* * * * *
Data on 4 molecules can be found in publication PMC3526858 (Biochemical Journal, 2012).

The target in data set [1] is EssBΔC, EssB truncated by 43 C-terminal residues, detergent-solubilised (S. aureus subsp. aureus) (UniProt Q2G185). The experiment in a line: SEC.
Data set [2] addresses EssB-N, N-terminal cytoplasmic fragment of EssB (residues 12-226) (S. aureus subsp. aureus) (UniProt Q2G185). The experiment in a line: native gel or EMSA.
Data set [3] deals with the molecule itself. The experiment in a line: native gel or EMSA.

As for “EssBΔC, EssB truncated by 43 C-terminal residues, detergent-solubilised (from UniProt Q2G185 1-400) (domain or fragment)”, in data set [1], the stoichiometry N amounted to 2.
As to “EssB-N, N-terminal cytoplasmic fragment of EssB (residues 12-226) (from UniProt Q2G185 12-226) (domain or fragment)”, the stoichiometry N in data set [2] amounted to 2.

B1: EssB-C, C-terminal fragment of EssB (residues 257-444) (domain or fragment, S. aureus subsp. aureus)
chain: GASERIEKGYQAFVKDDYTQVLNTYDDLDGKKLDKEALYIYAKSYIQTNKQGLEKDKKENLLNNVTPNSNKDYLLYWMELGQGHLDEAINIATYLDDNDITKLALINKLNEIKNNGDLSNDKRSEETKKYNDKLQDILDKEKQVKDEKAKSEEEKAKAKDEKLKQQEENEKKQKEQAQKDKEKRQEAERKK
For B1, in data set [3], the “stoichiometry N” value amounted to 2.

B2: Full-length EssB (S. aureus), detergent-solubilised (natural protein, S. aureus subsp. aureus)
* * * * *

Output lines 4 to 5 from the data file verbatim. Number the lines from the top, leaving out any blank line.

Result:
Data set [3] deals with the molecule itself. The experiment in a line: native gel or EMSA.

As for “EssBΔC, EssB truncated by 43 C-terminal residues, detergent-solubilised (from UniProt Q2G185 1-400) (domain or fragment)”, in data set [1], the stoichiometry N amounted to 2.